Opinion | No to Trump in 2024

Former President Trump has no grounds to be president again.

Luke Krchak, Opinions Contributor

Former President Donald Trump announced on Nov. 15 that he is running for the nomination in the 2024 general election.

While it seems like no surprise, this announcement made me wonder if he is a viable candidate.

Trump’s tax fraud investigation, COVID-19 response failure, and Jan. 6 insurrection tells me that he is not fit to be a candidate, let alone the President again.

Because Iowa is a predominantly red state, Iowa is a prime example of who could help Trump win in 2024.

In 2016, 51.1 percent of Iowans voted for Trump, 41.7 percent voted for Hillary Clinton, and 3.8 percent for libertarian candidate Gary Johnson. In the last general election, 53.1 percent of Iowans voted for Trump, and 44.9 percent voted for President Joe Biden.

Trump won in 2016 with 306 electoral votes and lost in 2020 with 232 electoral votes. Iowa supplied six electoral votes for him both times.

Iowa may also play a role in Trump’s running mate. One of the top choices on his list is Gov. Kim Reynolds. Reynolds followed in his footsteps several times during his presidencies, such as limiting the requirements of masks and vaccines.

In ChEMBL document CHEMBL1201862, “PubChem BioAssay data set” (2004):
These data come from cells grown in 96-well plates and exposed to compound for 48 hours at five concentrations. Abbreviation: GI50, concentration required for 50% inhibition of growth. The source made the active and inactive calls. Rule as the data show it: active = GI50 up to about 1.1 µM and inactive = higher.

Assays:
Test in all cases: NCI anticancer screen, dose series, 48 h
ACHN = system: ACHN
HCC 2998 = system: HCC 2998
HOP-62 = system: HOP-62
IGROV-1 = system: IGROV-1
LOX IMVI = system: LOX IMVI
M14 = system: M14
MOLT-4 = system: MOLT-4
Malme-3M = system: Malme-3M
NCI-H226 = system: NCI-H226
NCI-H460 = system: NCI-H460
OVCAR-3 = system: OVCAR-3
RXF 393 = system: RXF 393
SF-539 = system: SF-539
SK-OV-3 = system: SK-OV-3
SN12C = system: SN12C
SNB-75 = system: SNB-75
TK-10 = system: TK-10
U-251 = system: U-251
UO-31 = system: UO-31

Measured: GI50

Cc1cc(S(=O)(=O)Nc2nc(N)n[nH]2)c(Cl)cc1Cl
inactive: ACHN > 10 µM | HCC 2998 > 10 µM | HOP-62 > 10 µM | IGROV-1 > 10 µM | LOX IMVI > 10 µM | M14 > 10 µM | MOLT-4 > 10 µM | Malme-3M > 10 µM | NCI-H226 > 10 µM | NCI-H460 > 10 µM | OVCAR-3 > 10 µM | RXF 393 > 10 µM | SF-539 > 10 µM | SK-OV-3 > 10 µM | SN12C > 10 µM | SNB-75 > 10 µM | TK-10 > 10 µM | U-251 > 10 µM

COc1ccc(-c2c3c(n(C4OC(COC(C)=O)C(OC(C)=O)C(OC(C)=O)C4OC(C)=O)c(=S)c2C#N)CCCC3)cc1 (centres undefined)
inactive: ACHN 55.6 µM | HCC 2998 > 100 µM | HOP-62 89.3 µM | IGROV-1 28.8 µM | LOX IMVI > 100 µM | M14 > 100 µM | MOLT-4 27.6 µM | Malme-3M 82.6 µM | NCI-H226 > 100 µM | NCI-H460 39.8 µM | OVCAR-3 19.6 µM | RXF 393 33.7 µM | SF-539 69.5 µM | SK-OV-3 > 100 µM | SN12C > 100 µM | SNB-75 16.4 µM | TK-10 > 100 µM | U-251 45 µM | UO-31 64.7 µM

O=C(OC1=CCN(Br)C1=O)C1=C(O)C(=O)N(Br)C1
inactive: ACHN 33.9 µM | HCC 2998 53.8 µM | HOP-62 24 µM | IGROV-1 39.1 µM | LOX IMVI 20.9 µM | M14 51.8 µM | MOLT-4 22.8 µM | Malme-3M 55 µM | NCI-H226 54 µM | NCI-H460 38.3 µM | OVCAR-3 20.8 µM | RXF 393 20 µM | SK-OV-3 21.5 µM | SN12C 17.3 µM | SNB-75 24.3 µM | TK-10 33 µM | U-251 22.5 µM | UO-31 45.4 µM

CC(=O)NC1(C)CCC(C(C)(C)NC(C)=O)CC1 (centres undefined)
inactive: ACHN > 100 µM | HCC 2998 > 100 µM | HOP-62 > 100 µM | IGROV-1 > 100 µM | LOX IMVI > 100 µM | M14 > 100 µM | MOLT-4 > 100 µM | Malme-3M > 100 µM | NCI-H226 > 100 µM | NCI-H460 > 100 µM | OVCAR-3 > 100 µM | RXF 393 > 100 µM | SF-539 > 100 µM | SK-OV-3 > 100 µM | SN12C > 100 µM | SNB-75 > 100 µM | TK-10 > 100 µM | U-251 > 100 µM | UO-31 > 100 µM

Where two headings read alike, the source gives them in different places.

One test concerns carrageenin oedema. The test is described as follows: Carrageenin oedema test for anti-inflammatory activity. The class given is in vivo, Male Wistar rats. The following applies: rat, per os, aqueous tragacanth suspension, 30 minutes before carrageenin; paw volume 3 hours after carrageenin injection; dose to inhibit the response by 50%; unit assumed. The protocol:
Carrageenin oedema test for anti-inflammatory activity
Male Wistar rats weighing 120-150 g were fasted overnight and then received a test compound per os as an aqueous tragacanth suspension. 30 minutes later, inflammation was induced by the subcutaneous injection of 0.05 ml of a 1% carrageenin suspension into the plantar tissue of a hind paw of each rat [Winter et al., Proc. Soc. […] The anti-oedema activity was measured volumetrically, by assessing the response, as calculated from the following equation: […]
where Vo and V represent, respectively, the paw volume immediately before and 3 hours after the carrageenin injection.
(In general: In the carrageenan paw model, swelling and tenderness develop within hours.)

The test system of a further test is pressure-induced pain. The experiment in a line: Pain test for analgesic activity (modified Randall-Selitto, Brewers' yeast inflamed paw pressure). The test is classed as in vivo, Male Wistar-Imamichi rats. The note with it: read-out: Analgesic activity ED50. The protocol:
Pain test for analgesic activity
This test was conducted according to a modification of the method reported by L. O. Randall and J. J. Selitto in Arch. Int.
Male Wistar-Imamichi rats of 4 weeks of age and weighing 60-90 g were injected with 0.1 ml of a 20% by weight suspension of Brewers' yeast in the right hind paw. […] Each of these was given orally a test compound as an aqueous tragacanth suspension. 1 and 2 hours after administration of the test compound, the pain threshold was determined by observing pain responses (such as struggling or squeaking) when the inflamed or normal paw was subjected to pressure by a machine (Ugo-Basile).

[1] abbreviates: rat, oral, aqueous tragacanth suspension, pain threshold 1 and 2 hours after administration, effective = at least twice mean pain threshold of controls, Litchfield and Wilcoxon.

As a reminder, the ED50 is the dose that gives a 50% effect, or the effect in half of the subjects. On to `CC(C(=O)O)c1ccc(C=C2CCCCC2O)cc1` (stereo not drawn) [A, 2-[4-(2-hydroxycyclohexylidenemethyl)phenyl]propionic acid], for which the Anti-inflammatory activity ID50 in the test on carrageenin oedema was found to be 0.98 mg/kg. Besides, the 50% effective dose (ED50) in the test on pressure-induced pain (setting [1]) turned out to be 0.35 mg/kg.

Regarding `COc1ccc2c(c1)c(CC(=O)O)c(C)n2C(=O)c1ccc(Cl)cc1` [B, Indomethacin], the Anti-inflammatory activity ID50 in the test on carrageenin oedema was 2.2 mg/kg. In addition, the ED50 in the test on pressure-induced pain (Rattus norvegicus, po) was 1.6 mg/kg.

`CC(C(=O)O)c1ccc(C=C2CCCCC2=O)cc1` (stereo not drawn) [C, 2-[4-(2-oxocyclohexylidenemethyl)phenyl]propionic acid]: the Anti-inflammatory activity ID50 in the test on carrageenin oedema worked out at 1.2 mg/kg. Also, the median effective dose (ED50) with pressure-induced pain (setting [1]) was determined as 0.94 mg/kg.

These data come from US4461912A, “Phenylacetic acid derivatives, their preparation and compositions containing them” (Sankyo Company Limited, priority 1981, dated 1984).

Reynolds has also been a major opponent of Trump’s two impeachments. She also pushed claims of election fraud in the 2020 election.

Trump’s erratic responses have global consequences. In Brazil, there have been recent cries of election fraud against the outgoing President Jair Bolsonaro. Supporters of Bolsonaro have called for the military to take over.

The U.S. is a global influence. Trump has inspired other world leaders — often on the far right — to have their own claims of election fraud.

Besides investigations into whether Trump was intentional in causing the Jan. 6 insurrection, during and after his presidency he has made some half hazard decisions. Take for example the pandemic. His rhetoric framed it as a hoax and fed into a growing sentiment against vaccines and masks even though they were encouraged by the Centers of Disease Control and Prevention.

This led COVID-19 to spread far wider than just to the few people who ignored CDC guidelines. His COVID-19 rhetoric influenced other red states to lax restrictions.

I would say that the misinformation, investigations, and controversy that surrounds Trump — whether he directly says or Tweets it — makes him an improper leader for the U.S. and the world.

The everyday person — Democrat, Republican, or Independent — should have the right intentions to better the lives of themselves and those around them. Trump has played a major part in creating the idea that the other side, or people who disagree with him, are the bad guys.

While the Biden Presidency has been rocky at best, I would still take it over Trump’s, because it felt like a normal presidency.

During the Iowa Caucus, and possibly the 2024 presidential election, vote no to Trump. No matter what he offers as a positive, his negatives outweigh them 100 to one.

Columns reflect the opinions of the authors and are not necessarily those of the Editorial Board, The Daily Iowan, or other organizations in which the author may be involved.